The Zone Diet
The Zone diet
The Zone Diet program is a food management system that claims to promote optimal metabolic efficiency in the body by balancing the hormones insulin and glucagon. Insulin is responsible for converting, in the blood, incoming nutrients into cells. Glucagon regulates glucose in the liver. The Zone's food plan consists of a dietary intake of 40% carbohydrates, 30% protein, and 30% fat.
In 1995, Dr. Barry Sears, Ph.D., a former biotechnology researcher for the Massachusetts Institute of Technology, authored The Zone. Since that time, the book has sold over one million copies. One of the more popular carbohydrate-restrictive diets , the Zone's success has recently spawned several Zone "knock-off" diets. The Zone Diet is based on a program Dr. Sears developed almost twenty years earlier to treat heart disease in Type 2 diabetics. One of his key inspirations for developing this program was his own genetic history, which demonstrated an inclination for premature heart attack .
In a web interview for WebMD Health, Spending a Week in the Zone with Barry Sears, Ph.D., Dr. Sears explained that he believed that the primary cause of heart disease was not high cholesterol but high levels of insulin; and that the Zone Diet is designed to control insulin levels and thus promote better health. Dr. Sears continues to promote his diet through speeches and his web site, http://www.drsears.com/.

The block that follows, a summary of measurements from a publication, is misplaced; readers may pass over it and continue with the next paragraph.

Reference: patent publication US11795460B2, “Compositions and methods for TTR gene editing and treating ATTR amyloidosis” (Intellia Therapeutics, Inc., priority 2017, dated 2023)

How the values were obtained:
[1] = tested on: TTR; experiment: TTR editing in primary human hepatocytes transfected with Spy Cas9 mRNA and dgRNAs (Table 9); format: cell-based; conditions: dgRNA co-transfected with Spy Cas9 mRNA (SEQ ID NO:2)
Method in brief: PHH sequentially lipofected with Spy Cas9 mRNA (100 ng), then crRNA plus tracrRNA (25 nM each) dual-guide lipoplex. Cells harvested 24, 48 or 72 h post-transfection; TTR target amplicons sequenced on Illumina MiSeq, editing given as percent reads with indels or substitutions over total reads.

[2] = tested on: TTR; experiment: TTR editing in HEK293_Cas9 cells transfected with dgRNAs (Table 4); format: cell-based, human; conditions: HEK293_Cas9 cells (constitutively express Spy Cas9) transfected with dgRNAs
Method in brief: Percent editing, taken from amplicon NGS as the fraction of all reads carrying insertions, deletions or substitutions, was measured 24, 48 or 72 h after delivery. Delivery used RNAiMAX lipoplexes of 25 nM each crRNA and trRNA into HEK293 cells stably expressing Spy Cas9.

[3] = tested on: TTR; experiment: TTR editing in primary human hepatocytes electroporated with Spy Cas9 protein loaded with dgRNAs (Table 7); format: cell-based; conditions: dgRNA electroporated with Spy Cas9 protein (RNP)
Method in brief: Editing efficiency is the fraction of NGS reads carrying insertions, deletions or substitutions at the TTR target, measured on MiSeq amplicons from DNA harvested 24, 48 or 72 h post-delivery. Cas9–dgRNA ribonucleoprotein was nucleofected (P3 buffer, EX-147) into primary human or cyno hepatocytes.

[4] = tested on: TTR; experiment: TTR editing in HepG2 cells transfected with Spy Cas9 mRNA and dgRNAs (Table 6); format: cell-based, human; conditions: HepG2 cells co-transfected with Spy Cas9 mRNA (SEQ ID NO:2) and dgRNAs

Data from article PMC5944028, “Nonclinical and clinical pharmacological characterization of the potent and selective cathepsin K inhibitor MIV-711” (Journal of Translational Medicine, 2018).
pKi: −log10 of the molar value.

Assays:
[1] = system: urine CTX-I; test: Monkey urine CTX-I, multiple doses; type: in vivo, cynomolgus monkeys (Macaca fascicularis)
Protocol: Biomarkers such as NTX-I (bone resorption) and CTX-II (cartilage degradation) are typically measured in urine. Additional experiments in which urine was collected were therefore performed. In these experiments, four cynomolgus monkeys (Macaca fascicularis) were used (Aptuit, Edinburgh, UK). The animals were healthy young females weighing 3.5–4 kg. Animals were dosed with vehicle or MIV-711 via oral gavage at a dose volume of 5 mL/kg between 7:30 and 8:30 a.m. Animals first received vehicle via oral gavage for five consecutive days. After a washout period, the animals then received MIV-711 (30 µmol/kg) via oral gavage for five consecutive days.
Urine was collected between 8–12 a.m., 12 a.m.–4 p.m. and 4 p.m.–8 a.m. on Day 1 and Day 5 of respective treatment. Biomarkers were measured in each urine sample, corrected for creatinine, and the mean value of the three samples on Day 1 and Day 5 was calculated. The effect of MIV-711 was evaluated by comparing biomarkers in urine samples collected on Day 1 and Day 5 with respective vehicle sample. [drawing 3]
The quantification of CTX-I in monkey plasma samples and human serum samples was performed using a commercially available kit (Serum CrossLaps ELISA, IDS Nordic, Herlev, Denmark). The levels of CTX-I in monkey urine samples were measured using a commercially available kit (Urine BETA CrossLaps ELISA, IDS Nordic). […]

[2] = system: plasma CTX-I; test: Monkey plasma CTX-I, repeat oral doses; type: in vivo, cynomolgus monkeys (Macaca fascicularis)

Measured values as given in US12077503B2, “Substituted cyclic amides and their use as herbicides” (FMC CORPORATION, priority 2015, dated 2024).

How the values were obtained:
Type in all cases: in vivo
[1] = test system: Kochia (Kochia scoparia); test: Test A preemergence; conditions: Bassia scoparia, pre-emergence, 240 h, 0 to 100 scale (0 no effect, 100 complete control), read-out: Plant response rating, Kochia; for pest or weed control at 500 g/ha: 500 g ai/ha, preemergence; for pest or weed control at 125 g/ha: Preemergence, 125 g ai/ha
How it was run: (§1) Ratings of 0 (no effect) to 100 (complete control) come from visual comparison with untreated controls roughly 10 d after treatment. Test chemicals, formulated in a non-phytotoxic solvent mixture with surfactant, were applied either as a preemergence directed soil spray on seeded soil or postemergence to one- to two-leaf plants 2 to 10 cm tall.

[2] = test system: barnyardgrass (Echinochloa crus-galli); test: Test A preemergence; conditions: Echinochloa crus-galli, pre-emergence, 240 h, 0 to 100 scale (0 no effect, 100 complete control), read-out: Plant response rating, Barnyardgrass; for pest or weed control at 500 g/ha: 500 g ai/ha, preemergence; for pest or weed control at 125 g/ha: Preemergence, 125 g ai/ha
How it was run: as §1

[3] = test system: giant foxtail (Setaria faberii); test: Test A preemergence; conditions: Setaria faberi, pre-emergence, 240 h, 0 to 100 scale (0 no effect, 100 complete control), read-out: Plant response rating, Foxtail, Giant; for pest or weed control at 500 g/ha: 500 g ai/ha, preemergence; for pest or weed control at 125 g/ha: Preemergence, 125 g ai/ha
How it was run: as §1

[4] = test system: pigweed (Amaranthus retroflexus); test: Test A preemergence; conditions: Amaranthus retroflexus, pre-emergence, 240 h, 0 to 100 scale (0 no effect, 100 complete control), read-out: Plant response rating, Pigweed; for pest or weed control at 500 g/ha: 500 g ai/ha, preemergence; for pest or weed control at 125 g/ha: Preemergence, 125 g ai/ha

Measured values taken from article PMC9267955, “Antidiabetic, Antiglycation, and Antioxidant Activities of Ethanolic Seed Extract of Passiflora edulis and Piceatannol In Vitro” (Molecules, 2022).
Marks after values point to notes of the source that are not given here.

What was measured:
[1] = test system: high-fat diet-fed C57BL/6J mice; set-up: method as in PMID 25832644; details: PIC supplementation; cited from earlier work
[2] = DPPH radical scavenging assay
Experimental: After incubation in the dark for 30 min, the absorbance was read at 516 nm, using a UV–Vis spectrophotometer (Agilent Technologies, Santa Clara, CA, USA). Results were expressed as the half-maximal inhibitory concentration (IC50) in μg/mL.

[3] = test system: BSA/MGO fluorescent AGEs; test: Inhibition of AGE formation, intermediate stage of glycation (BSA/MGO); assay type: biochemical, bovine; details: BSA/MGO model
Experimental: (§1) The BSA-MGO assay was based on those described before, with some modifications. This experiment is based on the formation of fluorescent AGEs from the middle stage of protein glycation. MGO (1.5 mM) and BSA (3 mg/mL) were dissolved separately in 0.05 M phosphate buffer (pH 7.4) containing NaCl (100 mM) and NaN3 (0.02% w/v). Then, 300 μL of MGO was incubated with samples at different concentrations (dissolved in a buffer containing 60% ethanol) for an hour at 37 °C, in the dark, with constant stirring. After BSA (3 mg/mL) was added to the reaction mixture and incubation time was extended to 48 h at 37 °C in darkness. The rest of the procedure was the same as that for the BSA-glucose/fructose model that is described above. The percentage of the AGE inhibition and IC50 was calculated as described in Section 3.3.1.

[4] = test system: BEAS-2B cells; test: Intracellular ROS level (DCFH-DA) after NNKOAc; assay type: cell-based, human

The name of Dr. Sears' diet refers to an expression used by athletes to describe a euphoric state of optimal physical and mental efficiency. At its heart, the Zone Diet strives to control two metabolic hormones, insulin and glucagons, as well as properly balance eicosanoid metabolism. Eicosanoids, found in fatty acids, are important in the regulation of inflammatory, immunological and hemostatic (arresting hemorrhage) processes. Metabolism is the chemical process in living cells that provides the body with energy and new material to repair waste. In addition to permanent weight loss, this hormonal balance is said to increase longevity and blood flow, improve the immune system, and promote a sense of general well being. Furthermore, the Zone Diet is thought to assist in the prevention of chronic ailments such as diabetes, heart disease, and high blood pressure.
The diet asserts that by controlling the glucagons-insulin ratio in the body, it promotes long-term weight loss as the body burns excess fat. In addition, it is claimed that balancing levels of eicosanoids further increases mental and physical performance and reduces inflammation and hunger. This state of hormonal balance, also referred to as "the Zone," is achieved, according to the diet, by maintaining a dietary ratio of 40% carbohydrates, 30% fat, and 30% protein. It is this dietary ratio that has led people to call the Zone a "40/30/30 diet."
The Zone diet requires eating five times a day—three full meals as well as a mid-afternoon and pre-bed-time snack. The dieter is told that he/she should eat at least once every five hours to maintain proper insulin levels. There are two distinct methods used when preparing a Zone meal: the Eyeball Method and the Block Method. Following either method should provide a daily caloric intake of roughly 1,200 calories for women and 1,500 calories for men.